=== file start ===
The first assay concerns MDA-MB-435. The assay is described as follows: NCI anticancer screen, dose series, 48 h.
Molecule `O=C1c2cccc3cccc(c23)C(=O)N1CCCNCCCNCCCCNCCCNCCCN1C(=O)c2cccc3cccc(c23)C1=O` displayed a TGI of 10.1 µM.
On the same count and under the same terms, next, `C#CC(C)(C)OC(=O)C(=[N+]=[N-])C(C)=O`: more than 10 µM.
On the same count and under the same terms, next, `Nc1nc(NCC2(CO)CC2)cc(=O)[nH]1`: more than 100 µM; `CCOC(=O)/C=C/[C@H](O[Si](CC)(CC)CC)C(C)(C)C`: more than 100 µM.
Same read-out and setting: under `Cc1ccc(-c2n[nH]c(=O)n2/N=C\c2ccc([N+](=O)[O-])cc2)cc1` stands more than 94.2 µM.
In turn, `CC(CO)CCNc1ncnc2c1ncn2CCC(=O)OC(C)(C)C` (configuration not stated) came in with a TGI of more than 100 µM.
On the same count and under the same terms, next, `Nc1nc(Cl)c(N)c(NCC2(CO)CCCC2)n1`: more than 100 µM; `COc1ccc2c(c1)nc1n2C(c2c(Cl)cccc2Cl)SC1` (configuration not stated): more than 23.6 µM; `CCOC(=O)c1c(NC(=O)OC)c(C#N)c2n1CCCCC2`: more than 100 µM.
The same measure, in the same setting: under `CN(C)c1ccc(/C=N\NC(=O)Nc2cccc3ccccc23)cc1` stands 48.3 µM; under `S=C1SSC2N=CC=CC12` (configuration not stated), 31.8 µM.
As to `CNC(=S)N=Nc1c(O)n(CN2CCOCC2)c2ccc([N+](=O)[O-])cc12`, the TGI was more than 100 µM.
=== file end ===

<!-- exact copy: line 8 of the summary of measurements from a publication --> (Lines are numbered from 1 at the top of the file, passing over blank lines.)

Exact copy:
The same measure, in the same setting: under `CN(C)c1ccc(/C=N\NC(=O)Nc2cccc3ccccc23)cc1` stands 48.3 µM; under `S=C1SSC2N=CC=CC12` (configuration not stated), 31.8 µM.